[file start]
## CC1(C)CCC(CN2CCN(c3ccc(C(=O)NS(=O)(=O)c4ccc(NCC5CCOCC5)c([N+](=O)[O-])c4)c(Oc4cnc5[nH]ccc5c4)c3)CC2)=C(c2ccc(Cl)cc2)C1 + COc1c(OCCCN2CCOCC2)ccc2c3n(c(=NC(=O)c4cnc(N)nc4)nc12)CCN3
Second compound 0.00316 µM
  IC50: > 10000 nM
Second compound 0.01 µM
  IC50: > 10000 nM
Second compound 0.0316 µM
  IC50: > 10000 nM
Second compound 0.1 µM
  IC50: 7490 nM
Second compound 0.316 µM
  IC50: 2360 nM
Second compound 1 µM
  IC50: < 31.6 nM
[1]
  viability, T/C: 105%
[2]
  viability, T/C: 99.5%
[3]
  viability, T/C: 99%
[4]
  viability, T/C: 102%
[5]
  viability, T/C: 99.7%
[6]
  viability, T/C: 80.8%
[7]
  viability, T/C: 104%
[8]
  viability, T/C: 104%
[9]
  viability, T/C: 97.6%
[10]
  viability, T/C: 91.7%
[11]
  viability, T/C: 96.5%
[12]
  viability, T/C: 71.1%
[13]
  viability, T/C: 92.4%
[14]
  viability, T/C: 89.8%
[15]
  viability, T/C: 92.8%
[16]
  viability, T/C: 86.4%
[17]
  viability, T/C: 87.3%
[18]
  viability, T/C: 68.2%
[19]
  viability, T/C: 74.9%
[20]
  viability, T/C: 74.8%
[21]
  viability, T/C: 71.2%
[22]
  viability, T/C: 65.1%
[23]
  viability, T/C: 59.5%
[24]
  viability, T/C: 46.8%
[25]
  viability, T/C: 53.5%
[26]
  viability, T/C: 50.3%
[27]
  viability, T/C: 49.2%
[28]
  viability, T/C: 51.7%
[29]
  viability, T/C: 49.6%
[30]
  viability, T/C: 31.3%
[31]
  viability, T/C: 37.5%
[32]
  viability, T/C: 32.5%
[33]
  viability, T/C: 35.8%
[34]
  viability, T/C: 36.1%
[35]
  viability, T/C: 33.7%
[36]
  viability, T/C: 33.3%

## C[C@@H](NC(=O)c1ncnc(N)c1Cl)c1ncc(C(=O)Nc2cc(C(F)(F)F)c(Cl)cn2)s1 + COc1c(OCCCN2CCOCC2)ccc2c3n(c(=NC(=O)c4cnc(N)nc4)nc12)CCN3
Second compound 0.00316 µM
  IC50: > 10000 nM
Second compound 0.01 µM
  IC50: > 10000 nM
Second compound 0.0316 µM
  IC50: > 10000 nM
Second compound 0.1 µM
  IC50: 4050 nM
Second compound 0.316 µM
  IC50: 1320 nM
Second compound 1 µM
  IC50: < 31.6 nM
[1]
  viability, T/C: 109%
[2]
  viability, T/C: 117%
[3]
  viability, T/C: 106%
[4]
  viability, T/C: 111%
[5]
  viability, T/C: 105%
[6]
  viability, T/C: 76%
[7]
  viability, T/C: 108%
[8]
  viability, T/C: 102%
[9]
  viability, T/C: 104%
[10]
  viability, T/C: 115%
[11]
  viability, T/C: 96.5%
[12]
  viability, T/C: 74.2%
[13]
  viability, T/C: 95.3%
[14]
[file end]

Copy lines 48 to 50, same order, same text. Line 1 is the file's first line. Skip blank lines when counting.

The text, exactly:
[18]
  viability, T/C: 68.2%
[19]